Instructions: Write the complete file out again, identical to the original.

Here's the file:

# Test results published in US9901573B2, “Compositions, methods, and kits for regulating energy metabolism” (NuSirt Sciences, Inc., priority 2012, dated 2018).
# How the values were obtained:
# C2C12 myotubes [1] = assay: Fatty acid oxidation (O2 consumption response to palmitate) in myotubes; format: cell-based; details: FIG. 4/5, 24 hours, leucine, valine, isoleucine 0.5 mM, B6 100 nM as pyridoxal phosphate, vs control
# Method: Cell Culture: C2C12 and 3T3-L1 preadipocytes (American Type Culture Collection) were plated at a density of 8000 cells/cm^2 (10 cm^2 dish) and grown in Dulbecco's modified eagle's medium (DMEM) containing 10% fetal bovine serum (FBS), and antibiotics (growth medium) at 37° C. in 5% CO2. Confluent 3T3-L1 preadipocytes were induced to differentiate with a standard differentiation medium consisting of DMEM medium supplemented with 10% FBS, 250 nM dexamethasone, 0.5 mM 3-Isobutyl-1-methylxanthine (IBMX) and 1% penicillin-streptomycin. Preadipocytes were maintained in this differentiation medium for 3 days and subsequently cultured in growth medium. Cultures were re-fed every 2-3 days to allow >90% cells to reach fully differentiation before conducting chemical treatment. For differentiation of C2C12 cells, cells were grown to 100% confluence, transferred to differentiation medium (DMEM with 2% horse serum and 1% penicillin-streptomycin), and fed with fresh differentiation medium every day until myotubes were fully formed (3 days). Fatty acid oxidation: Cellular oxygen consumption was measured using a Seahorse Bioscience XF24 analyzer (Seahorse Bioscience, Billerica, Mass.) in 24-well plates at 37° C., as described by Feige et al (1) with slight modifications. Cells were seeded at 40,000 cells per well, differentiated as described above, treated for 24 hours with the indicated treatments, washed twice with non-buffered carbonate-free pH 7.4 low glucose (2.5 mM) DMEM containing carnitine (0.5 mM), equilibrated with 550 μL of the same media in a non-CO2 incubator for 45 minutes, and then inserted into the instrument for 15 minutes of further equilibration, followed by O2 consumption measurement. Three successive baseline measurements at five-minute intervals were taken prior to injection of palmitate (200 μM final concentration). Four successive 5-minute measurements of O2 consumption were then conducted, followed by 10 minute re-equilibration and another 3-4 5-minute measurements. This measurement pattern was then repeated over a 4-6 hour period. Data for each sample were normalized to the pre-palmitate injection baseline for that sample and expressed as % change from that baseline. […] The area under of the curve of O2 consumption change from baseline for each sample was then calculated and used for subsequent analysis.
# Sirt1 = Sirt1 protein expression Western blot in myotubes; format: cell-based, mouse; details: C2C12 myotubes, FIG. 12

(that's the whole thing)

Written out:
# Test results published in US9901573B2, “Compositions, methods, and kits for regulating energy metabolism” (NuSirt Sciences, Inc., priority 2012, dated 2018).
# How the values were obtained:
# C2C12 myotubes [1] = assay: Fatty acid oxidation (O2 consumption response to palmitate) in myotubes; format: cell-based; details: FIG. 4/5, 24 hours, leucine, valine, isoleucine 0.5 mM, B6 100 nM as pyridoxal phosphate, vs control
# Method: Cell Culture: C2C12 and 3T3-L1 preadipocytes (American Type Culture Collection) were plated at a density of 8000 cells/cm^2 (10 cm^2 dish) and grown in Dulbecco's modified eagle's medium (DMEM) containing 10% fetal bovine serum (FBS), and antibiotics (growth medium) at 37° C. in 5% CO2. Confluent 3T3-L1 preadipocytes were induced to differentiate with a standard differentiation medium consisting of DMEM medium supplemented with 10% FBS, 250 nM dexamethasone, 0.5 mM 3-Isobutyl-1-methylxanthine (IBMX) and 1% penicillin-streptomycin. Preadipocytes were maintained in this differentiation medium for 3 days and subsequently cultured in growth medium. Cultures were re-fed every 2-3 days to allow >90% cells to reach fully differentiation before conducting chemical treatment. For differentiation of C2C12 cells, cells were grown to 100% confluence, transferred to differentiation medium (DMEM with 2% horse serum and 1% penicillin-streptomycin), and fed with fresh differentiation medium every day until myotubes were fully formed (3 days). Fatty acid oxidation: Cellular oxygen consumption was measured using a Seahorse Bioscience XF24 analyzer (Seahorse Bioscience, Billerica, Mass.) in 24-well plates at 37° C., as described by Feige et al (1) with slight modifications. Cells were seeded at 40,000 cells per well, differentiated as described above, treated for 24 hours with the indicated treatments, washed twice with non-buffered carbonate-free pH 7.4 low glucose (2.5 mM) DMEM containing carnitine (0.5 mM), equilibrated with 550 μL of the same media in a non-CO2 incubator for 45 minutes, and then inserted into the instrument for 15 minutes of further equilibration, followed by O2 consumption measurement. Three successive baseline measurements at five-minute intervals were taken prior to injection of palmitate (200 μM final concentration). Four successive 5-minute measurements of O2 consumption were then conducted, followed by 10 minute re-equilibration and another 3-4 5-minute measurements. This measurement pattern was then repeated over a 4-6 hour period. Data for each sample were normalized to the pre-palmitate injection baseline for that sample and expressed as % change from that baseline. […] The area under of the curve of O2 consumption change from baseline for each sample was then calculated and used for subsequent analysis.
# Sirt1 = Sirt1 protein expression Western blot in myotubes; format: cell-based, mouse; details: C2C12 myotubes, FIG. 12